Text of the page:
If you’re wondering what PNG stands for, you’re not alone. This raster-graphics file format is also known as Portable Network Graphics and was created as an improved replacement for the Graphics Interchange Format (GIF). It’s a lossless data compression format, meaning it’s less likely to corrupt your files and supports other formats as well, such as AVI and GIF.
PNG stands for Portable Network Graphics, and it is one of the most widely used lossless image compression formats on the web. It was designed as a replacement for the GIF format, and it is very well suited to digital graphics.
A PNG file can be viewed on many different devices. This makes it easy to send to friends and family via email or publish online. They are also a great choice for graphic design work or for a company’s banner. The format allows for a number of different colors, including grayscale images.
In terms of the most efficient use of space, JPEG is the gold standard. Typically, you should only need to compress a photo to 10% of its original size.
Choosing the right format for your project can be a challenging task, and the best choice for you is going to depend on the needs of your project. For example, you may want to compress a photo into a small enough size to fit onto your phone’s screen or into a PDF document. If you need to export a PDF, you should make sure to choose the highest quality setting.
JPEG and PNG files are both useful, but the best choice for your needs is going to vary. Both formats allow you to compress your files to a manageable size.
PNG is a lossless data compression format that is often associated with the internet. It uses the same Lempel-Ziv-Welch (LZW) compression algorithm as TIFF. However, it uses a much wider color depth and transparency.
One advantage of PNG is the ability to create images with up to 16 million colours before compression. Another is the fact that it is a lossless format, which means that it does not lose any quality over time. This makes it ideal for slow internet connections.
GIF is a single image format with a small file size. It is often used to display animated graphics. Unlike PNG, GIF was not designed to be used over transparent backgrounds.
When GIF first hit the scene, there was a lot of controversy over the technology. In particular, the use of the LZW algorithm to compress images was controversial. Unisys, the original owner of the GIF format, had a patent that required developers to pay royalties if they wanted to continue making software using the format.
Besides, PNG has several advantages over GIF. These include better support for transparency, a larger color palette, and the ability to use up to 48-bit truecolor.
Compared to GIF, PNG is also simpler to implement. In addition, it supports private additions, which means that you can use a PNG file in a program that does not support it.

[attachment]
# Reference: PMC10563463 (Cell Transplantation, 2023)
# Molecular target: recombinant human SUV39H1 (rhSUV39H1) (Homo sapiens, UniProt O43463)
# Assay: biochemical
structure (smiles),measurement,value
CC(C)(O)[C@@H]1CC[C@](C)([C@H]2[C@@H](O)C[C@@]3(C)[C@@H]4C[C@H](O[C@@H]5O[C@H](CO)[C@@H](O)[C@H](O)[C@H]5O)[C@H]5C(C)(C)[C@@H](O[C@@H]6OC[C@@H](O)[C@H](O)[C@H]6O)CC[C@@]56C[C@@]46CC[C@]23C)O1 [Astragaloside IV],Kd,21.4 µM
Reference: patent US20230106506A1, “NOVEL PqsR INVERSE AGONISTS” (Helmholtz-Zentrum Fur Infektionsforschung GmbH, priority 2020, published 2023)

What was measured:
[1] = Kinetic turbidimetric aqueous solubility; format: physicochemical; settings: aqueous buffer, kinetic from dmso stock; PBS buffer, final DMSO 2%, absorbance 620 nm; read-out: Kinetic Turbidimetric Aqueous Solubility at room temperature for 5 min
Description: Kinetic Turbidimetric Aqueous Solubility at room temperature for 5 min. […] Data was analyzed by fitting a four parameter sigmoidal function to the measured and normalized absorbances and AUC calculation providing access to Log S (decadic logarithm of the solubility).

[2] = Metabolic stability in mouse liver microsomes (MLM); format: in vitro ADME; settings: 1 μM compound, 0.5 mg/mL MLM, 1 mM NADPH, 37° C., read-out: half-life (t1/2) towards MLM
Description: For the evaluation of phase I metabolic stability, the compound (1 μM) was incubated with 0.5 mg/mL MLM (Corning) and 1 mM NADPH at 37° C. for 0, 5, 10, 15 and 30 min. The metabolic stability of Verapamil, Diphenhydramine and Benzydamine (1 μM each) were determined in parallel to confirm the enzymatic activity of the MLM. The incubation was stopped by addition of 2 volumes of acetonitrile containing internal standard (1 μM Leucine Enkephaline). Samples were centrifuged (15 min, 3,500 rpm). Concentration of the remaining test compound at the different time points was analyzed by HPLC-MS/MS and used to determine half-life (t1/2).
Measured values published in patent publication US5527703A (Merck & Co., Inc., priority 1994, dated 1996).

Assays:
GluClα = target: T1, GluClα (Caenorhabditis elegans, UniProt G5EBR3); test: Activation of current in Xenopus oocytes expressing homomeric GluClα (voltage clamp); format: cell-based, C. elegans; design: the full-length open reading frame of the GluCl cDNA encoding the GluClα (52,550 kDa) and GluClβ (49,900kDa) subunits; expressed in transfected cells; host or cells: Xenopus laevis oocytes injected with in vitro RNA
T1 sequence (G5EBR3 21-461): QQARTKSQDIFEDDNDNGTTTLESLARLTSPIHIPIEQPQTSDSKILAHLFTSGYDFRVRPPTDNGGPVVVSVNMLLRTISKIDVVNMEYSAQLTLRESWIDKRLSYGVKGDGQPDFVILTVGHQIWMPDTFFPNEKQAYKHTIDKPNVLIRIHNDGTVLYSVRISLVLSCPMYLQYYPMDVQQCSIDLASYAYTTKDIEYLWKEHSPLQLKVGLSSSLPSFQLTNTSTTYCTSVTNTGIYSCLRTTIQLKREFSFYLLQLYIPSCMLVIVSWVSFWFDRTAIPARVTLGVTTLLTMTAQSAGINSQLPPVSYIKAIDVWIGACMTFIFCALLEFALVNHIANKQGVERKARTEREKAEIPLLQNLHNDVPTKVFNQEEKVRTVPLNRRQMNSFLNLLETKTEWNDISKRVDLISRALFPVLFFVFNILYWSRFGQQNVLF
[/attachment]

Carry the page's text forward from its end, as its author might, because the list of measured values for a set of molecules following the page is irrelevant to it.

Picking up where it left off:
Portable Network Graphics (PNG) is an image file format for lossless image compression. It supports truecolour images, and optional transparency. Unlike GIF, PNG is not a proprietary format. This means that it is free of legal restrictions.
It was developed by the Internet working group. The goal was to provide an image format that was free of patent licenses. In the end, it was accepted as a W3C recommendation. Among other things, it allows developers to trade off the size of a file with the quality of an image.
The format is robust, allowing the storage of gamma data. It also supports a wide range of colors. However, it does not support all sample depths.
Each pixel is packed into a byte, with a maximum bit depth of 16 for single samples. If there are multiple pixels per byte, the leftmost one is packed into the high order bits, and the others into the low order bits.
A PNG image consists of a rectangular pixel array. In addition to pixels, PNG includes an alpha channel, which enables transparent pixels to overlay images.
Private chunk types carry information not understood by other applications. As such, they are not guaranteed to be used by other applications. Consequently, their additions should not compromise the interchangeability of standard PNG datastreams.
Other image format file types
There are a variety of image format file types on the Internet, and they all have their own advantages and disadvantages. Choosing the correct one for your project can help you get the results you want. Some of the more popular formats include PNG, JPG, and SVG.
Each of these is optimized for different uses. For example, JPGs are good for sharing on social media, but they can be a little small for text. You’ll also want to choose an image format that supports transparency.
GIF is another common raster image file type. These images have a limited palette of 256 colors, so you won’t be able to use them for photography. However, they are ideal for animation and web graphics. They can be a great way to share logos and other flat colors.
TIFF is another popular image format. This format supports pre-defined text fields in 7-bit ASCII, as well as EXIF. It can also support other types of metadata, such as the name of the creator, the date and time the image was made, and even the title.
Unlike most raster formats, PNG allows you to add transparency to your images. In addition, it supports a number of different color modes. This is especially helpful if your graphics have transparent backgrounds.
The Portable Document Format, or PDF, is an open format that can be used to create documents that will display correctly on any device. Many websites use this format, but it’s also good for E-Mail, Powerpoint, and other forms of digital content.